Parents are another surrogate spouse.  Often one or both spouses will find confidantes in parents.  This is especially true, though not exclusively so, of younger couples.  It erodes trust, builds walls, and separates the ones who are supposed to be one-flesh.  If you think this might be you or it might be your spouse, some good (though hard) conversations might be in order.  And you might need some help from the outside via a counselor or someone else.

One-flesh is one-flesh.  It's not something to trifle with or take lightly.

Sunday, February 12, 2012

Sermon Notes from Sunday 2.12.12

Here are the sermon notes from today's sermon in the Tree of Life series.  You can get these notes in PDF and the sermon audio by visiting our website (  You can also find the sermon audio on iTunes via our podcast.

Tree of Life
Part 2 – People of Purpose
1 Peter 2.9-10

What’s Happening?

  • He’s called by God to follow Him and promised a blessing.
  • Believed and followed God, though He didn’t understand.
  • Isaac is born to him at 100, and shortly after is offered as a sacrifice.
  • Marries Rebekah after Abraham sends a servant to the homeland.
  • Jacob and Esau are born – Rebekah is promised that the older will serve the younger.
  • Rebekah helps Jacob deceive Isaac.
  • Running from Esau, Jacob ends up marrying Leah and Rachel.
  • Bilhah and Zilpah come as part of the package.
  • Jacob has 12 sons and gets a new name and becomes Israel.
  • At 17, Joseph has a dream about his future.
  • He goes from the pit to Potiphar to the prison – blessed and being a blessing.
  • After 20 years, his original dream comes true – He is used by God to save His people.
What does it mean?

God moves to make us His people.
  • Chosen Race – based not on our ethnicity but God’s activity.
  • Royal Priesthood – representing God through proclamation and the world to God through prayer.
  • Holy Nation – a people set apart to look like Him.
  • His Possession – there is a change in ownership and we are under His authority.
God uses His people for His purpose.
  • He doesn’t leave us with nothing to do.
  • We are blessed to bless others.

Saturday, February 11, 2012

Tree of Life Day 6: Psalm 19

As we watched the night sky with our neighbor last night, the International Space Station streaked overhead.  Imagine covering horizon to horizon in about 3 minutes.  18,000 miles per hour (give or take a few hundred) is fast.  It's the second time we've seen it and I'm just as awestruck and dumbfounded this time as I was last time.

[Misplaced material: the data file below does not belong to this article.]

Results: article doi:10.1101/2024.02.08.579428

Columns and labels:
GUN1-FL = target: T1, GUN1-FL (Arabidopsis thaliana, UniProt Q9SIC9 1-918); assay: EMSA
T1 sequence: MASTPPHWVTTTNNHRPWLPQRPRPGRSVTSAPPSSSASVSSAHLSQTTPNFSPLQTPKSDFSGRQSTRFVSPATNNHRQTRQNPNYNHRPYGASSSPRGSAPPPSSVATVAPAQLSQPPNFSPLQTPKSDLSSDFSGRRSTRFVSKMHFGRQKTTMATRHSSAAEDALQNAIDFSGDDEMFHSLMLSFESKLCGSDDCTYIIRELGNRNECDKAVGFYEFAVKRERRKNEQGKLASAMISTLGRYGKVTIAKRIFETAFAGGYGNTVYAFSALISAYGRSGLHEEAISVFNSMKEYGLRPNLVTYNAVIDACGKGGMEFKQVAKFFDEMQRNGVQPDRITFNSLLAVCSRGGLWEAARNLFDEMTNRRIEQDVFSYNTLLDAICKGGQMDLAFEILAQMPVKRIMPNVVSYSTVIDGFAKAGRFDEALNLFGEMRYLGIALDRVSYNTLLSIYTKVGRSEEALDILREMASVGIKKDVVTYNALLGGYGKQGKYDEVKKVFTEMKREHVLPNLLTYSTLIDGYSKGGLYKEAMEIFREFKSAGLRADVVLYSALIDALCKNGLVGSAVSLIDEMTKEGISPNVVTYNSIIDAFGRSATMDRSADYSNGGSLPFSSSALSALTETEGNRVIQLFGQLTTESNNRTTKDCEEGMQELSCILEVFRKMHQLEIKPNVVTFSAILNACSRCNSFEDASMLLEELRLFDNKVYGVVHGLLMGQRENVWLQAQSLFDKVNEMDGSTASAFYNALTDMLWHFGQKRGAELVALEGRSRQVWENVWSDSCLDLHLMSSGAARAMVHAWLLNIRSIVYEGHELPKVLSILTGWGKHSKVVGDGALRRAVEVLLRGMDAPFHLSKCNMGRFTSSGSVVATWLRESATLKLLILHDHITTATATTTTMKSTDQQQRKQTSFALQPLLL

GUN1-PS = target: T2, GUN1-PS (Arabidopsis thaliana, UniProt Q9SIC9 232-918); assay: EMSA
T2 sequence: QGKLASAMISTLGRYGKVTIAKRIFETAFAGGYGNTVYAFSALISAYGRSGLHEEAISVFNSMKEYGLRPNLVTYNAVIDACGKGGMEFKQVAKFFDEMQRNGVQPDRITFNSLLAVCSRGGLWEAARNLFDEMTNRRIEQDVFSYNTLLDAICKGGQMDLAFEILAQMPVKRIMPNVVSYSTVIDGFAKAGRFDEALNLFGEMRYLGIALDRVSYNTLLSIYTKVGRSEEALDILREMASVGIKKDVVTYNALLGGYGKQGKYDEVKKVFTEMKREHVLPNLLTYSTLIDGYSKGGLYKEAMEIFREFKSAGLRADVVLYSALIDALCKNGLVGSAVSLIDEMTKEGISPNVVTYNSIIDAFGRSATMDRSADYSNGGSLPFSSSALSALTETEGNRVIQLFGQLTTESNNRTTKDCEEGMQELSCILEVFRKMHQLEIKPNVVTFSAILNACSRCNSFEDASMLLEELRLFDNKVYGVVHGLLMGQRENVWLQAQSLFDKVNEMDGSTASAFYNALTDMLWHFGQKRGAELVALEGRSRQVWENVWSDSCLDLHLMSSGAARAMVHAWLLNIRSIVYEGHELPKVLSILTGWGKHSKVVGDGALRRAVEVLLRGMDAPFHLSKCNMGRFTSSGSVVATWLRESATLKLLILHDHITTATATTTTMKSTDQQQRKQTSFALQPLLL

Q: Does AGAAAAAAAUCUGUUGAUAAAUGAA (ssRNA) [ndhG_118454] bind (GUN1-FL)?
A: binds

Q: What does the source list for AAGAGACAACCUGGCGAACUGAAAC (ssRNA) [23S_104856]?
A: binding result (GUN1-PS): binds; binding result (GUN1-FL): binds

Every time something space-related comes up, I can't help but think about the first verse of the psalm from today's reading.  Our friend Terry who piloted the Space Shuttle took that verse into space with him on a wristband.  The heavens tell of the glory of God.  Everything we can look up and see reminds us that there is an incredible, glorious, purposeful Creator out there.  Wow.

But that's not all.  What the theologians call general revelation (things that tell us there is a god) isn't enough to satisfy the human soul.  Special revelation tells us what God is like.  And that's what unfolds in the last half of the psalm.  Through His Word, we come to know who He is and what He's like.

The psalm closes with a great prayer we need to pray often:  may words and thoughts be acceptable to this God.  Amen.

Friday, February 10, 2012

Tree of Life Day 5: Genesis 11

Two things struck me in the reading this morning.

The first, regarding Babel, was just how incredible it is that the death and resurrection of Jesus reversed and redeemed sin.  What I mean by that is this:  Babel happened because of sin; Pentecost happened because of Jesus.  Whereas Babel separated people and confused language, Pentecost (in Acts 2 which we'll get to in a few weeks) brought people together and helped all the languages hear the Good News of Jesus in a way they would understand.  Bottom line:  Jesus reverses and redeems the effects of sin.

The second, regarding all those names that no one uses, is how God can (and does!) use people that don't even know that they're a part of God's plan.  All of those listed were bringing about God's appointed end: to save and bless Abram and bring a blessing to the whole world through him.  But they didn't know.  And sometimes we don't know how God is using us to accomplish His plans.  But bet on this - He wants to use us.  Availability seems to be the #1 character trait God is looking for.

Happy Friday everyone!

Thursday, February 9, 2012

Tree of Life Day 4: Genesis 8-9

"Dude, you just gotta come see this.  Dad's in there drunk and passed out."

This statement is how I imagine the last few verses of Genesis 9 unfolding.  Instead of seeking to honor his dad (who had been faithful to the Lord and used by God to save everyone), Ham laughs at his dad's poor decision.

But no, I've never been guilty of laughing at the sin or the misery of others.  Not me.  Nope.

Interestingly, Noah clears his head from his hangover and figures out what happened and then curses not Ham, but Ham's son Canaan.  That curse sets up a lot of what happens in the rest of the Old Testament, specifically the enmity between the Israelites and the Canaanites.

But what parent wouldn't rather have a curse fall on themselves than their kids?

Wednesday, February 8, 2012

Tree of Life Day 3: Genesis 6-7